Statler Hilton Hotel: Landmark Structure or a Giant Pain?
A peek at the abandoned interior of the former Statler Hilton downtown
As mentioned late yesterday, the Statler Hilton Hotel -- otherwise known as the site of Dallas Observer editor Mark Donald's bar mitzvah party in 1963 -- was today officially placed on the National Trust for Historic Preservation’s 2008 list of America’s 11 Most Endangered Historic Places. At this very moment, in fact, Katherine Seale, exec director of Preservation Dallas, is at the hotel to make the announcement public. For that reason alone, I'm posting to Unfair Park this beautiful picture of the abandoned interior taken by Jason Grant on behalf of the Trust.
But more important are the documents on file with the city's Landmark Commission, which, on February 4 of this year, began proceedings to designate the hotel as a historic landmark with all its attendant protections. Among those documents you will find a very detailed history of the building, including its construction dates, and copious reasons why historians and preservations are trying to save the building from the wrecking ball, among them not only its architectural value but also because, even in 1956, it was "a model of efficiency and economy."
Hong Kong-based Hamsher International, which owns the property, said in its 2000 financials sent to shareholders that it planned on sprucing up the joint: "We have decided to undertake a complete and major renovation programme which will commence early next year. As the convention market in Dallas is expanding, we are confident the hotel will do well once renovated." Only, the owners now claim they have a buyer for the property -- who that is, they will not say. And they are not pleased about the fight over its preservation, because its proximity to the Main Street Garden makes it a perfect teardown for a developer who will claim, as several have, that it will cost upwards of $100 million to get it back to almost functional. Historical landmark status will make its razing an impossibility.
Fact is, the Trust chose the most controversial building in the city to put on its list. Preservationists make a tremendous case for keeping it: It's a monument of modernism designed by a genius; its ballroom alone could hold more than 3,000 visitors who, if they wished, could arrive via the rooftop heliport. And developers have, over the years, also made their case for razing the Statler: As The New York Times notes this morning, "Any renovation could be complicated by environmental issues," referring, no doubt, to developers' insistences in recent years that the place is full of asbestos. Even Friends in support of its preservation acknowledge "the rehab cost on this thing is going to be massive," as Jim notes in the comments.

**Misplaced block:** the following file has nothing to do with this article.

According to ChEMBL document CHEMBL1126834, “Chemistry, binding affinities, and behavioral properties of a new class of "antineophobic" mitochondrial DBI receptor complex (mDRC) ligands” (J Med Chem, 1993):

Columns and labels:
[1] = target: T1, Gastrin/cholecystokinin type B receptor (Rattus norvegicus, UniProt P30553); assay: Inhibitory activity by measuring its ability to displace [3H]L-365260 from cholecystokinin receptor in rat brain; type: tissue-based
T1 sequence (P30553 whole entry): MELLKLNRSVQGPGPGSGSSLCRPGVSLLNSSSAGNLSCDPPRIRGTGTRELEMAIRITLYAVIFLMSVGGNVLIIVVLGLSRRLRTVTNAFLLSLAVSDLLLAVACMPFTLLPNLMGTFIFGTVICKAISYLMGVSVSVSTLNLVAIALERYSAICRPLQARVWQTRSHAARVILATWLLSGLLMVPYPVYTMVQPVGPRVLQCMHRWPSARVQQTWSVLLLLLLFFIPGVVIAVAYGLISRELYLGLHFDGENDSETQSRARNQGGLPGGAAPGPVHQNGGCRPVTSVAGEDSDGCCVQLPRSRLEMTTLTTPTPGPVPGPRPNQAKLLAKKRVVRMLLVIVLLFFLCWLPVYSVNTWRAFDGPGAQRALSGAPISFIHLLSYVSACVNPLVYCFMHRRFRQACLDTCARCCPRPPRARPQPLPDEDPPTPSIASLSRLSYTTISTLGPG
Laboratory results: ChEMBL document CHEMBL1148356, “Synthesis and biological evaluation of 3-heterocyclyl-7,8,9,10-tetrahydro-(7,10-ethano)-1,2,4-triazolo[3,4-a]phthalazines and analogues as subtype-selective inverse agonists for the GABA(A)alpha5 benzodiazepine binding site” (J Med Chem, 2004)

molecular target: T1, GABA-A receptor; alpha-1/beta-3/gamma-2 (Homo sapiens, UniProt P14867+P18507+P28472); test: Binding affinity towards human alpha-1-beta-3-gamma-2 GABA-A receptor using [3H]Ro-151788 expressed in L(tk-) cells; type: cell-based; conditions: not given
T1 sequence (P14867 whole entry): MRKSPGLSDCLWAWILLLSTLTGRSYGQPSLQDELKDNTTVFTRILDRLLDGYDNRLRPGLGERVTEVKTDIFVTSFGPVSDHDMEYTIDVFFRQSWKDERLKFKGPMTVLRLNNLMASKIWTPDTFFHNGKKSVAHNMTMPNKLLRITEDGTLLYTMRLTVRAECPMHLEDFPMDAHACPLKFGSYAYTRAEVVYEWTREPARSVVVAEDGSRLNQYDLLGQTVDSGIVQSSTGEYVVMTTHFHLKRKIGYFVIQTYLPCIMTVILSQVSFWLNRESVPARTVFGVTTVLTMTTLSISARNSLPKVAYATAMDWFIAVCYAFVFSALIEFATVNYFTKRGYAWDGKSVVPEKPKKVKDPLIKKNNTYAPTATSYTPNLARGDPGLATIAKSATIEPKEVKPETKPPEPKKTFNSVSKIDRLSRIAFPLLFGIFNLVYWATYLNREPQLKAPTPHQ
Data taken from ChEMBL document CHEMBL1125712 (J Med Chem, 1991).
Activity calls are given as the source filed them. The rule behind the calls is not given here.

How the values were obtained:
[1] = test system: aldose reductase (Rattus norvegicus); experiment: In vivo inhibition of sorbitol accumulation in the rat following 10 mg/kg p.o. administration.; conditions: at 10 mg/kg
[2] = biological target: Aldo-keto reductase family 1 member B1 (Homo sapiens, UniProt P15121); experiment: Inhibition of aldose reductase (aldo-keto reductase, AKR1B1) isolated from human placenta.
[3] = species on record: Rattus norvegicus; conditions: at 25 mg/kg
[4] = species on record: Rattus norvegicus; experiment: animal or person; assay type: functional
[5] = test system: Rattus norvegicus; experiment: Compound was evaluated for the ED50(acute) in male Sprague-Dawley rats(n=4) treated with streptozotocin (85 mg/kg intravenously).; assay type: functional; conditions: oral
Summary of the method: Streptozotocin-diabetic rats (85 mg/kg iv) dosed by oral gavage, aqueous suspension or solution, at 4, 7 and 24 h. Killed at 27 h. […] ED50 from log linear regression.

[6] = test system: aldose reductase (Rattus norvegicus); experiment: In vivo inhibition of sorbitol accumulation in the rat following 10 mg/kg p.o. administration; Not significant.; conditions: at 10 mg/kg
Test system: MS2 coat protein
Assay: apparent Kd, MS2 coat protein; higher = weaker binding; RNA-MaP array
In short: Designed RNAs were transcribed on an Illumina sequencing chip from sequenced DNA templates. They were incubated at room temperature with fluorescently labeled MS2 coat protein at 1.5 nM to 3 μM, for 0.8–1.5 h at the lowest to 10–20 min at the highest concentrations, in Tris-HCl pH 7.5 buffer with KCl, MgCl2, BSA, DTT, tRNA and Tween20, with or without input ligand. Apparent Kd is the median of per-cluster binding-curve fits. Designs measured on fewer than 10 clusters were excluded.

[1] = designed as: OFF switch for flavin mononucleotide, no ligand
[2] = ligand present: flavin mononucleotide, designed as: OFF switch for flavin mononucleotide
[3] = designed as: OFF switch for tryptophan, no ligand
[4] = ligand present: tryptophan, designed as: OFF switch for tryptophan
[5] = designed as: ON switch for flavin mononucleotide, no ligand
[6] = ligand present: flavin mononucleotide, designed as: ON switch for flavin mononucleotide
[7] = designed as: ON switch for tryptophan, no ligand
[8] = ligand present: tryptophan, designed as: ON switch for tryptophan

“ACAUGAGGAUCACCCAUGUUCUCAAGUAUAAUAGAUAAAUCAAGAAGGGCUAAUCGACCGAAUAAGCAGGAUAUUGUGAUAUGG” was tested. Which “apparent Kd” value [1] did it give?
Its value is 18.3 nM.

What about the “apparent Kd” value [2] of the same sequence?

Even Preservation Dallas' Seale admits as much, when she tells Unfair Park that any rehab will be a "challenge." Says Seale: "The Statler Hilton is representative of Dallas' progressive character. When it opened in 1956, its sheer size, innovative construction techniques and bold design put Dallas back on the map as a major business center and social gathering spot. The hurdles in redeveloping the Statler are emblematic of a lot of downtowns that are grappling with their mid-century Modern buildings and landscapes. These resources provide new challenges for developers, and even preservationists. It is the hope of Preservation Dallas that this listing will bring national attention to the building, leading to its sensitive rehabilitation. "
It's a fight over history. In this city, what else is new when it comes to the old? --Robert Wilonsky
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